20. Samuelson Larry, 1994. "Stochastic Stability in Games with Alternative Best Replies," Journal of Economic Theory, Elsevier, vol. 64(1), pages 35-65, October.
  21. H. Peyton Young, 1998. "Conventional Contracts," Review of Economic Studies, Oxford University Press, vol. 65(4), pages 773-792.
  22. Oliver Hart & John Moore, 1998. "Foundations of Incomplete Contracts," Harvard Institute of Economic Research Working Papers 1846, Harvard - Institute of Economic Research.
  23. G. Noldeke & L. Samuelson, 2010. "An Evolutionary Analysis of Backward and Forward Induction," Levine's Working Paper Archive 538, David K. Levine.
  24. Hackett, Steven C, 1994. "Is Relational Exchange Possible in the Absence of Reputations and Repeated Contact?," Journal of Law, Economics and Organization, Oxford University Press, vol. 10(2), pages 360-89, October.
  25. M. Kandori & G. Mailath & R. Rob, 1999. "Learning, Mutation and Long Run Equilibria in Games," Levine's Working Paper Archive 500, David K. Levine.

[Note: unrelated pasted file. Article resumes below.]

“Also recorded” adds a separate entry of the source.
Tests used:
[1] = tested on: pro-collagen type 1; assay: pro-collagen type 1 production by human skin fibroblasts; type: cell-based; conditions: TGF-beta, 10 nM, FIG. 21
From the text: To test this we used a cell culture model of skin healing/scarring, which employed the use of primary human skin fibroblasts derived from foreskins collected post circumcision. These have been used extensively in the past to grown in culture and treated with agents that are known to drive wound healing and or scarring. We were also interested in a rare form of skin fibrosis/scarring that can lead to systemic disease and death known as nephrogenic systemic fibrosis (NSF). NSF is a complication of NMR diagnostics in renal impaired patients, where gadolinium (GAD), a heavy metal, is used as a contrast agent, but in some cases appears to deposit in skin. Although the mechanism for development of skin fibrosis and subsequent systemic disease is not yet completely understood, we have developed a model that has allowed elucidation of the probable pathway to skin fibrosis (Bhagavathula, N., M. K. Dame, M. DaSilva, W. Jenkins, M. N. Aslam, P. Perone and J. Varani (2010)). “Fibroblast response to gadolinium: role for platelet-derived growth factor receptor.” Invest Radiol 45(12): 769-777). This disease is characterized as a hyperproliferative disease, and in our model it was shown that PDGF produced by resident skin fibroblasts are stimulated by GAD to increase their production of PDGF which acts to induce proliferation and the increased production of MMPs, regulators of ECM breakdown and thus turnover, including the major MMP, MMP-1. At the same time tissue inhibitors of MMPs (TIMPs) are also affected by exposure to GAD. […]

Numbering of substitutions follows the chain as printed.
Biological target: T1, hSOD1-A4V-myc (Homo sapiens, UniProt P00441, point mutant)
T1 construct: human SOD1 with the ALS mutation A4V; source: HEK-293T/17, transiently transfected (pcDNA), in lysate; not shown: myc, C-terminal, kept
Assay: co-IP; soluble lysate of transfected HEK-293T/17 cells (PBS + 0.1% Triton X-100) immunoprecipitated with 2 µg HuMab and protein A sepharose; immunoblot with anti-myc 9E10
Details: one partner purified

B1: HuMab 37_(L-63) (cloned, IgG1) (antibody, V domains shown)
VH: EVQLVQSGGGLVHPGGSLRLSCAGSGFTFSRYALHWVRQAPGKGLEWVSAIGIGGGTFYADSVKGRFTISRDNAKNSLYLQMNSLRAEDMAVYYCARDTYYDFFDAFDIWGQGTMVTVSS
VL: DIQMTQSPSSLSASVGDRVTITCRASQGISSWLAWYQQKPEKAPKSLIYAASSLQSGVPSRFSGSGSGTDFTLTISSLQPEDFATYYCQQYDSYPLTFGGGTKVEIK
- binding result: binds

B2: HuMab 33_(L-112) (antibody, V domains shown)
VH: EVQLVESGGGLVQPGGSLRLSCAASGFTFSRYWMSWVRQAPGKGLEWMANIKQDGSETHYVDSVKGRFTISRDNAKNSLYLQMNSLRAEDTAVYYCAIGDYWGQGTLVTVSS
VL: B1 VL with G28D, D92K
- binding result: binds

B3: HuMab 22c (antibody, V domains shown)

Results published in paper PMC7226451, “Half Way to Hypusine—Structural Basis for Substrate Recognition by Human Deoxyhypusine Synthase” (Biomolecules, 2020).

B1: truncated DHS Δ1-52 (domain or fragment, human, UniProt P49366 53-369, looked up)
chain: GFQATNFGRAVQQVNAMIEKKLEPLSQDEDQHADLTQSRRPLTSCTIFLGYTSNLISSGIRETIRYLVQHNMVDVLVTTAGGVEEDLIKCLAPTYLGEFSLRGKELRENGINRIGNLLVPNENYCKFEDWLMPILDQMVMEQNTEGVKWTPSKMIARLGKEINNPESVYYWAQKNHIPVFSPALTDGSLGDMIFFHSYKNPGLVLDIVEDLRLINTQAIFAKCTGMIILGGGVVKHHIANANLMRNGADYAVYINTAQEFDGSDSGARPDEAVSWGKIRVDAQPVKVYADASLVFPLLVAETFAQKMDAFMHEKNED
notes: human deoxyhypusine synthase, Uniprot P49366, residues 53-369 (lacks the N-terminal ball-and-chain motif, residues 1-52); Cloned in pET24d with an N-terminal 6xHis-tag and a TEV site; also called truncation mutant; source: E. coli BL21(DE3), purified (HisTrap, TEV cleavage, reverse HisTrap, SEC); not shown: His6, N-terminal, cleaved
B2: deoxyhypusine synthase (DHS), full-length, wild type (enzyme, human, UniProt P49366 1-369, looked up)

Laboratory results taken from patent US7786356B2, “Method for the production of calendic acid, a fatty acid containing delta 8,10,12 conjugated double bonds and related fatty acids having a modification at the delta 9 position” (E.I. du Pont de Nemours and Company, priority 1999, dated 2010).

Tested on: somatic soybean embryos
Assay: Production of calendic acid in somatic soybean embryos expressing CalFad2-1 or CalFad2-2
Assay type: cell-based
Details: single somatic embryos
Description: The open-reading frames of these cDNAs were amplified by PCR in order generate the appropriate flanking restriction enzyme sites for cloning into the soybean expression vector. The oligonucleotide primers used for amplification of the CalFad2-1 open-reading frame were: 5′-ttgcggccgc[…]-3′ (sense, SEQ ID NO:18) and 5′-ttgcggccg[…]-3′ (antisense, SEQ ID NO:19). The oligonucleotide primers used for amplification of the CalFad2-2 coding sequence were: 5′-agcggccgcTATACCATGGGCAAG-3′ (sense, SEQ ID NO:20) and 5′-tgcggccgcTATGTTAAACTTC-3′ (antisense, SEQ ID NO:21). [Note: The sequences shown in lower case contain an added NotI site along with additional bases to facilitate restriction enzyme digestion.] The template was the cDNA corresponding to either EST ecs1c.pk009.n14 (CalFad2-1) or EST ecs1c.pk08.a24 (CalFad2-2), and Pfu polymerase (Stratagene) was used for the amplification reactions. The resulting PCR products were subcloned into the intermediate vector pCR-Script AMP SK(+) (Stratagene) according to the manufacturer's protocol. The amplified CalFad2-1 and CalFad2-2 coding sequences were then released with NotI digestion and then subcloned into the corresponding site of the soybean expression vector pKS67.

26. Binmore, Ken, et al, 1998. "Hard Bargains and Lost Opportunities," Economic Journal, Royal Economic Society, vol. 108(450), pages 1279-98, September.
  27. repec:cup:cbooks:9780521555838 is not listed on IDEAS
  28. Binmore, K. & Proulx, C. & Samuelson, L. & Swierzbinski, J., 1995. "Hard Bargains and Lost Opportunities," Working papers 9517, Wisconsin Madison - Social Systems.
  29. Binmore, K. & Samuelson, L. & Gale, J., 1993. "Learning to be Imperfect: The Ultimatum Game," Working papers 9325, Wisconsin Madison - Social Systems.
  30. Eric Maskin & Jean Tirole, 1999. "Unforeseen Contingencies and Incomplete Contracts," Review of Economic Studies, Oxford University Press, vol. 66(1), pages 83-114.
  31. Raquel Fernandez & Jacob Glazer, 1989. "Striking for a Bargain Between Two Completely Informed Agents," NBER Working Papers 3108, National Bureau of Economic Research, Inc.
  32. Ellingsen, Tore & Johannesson, Magnus, 2000. "Is There a Hold-up Problem?," SSE/EFI Working Paper Series in Economics and Finance 357, Stockholm School of Economics.
  33. Grout, Paul A, 1984. "Investment and Wages in the Absence of Binding Contracts: A Nash Bargining Approach," Econometrica, Econometric Society, vol. 52(2), pages 449-60, March.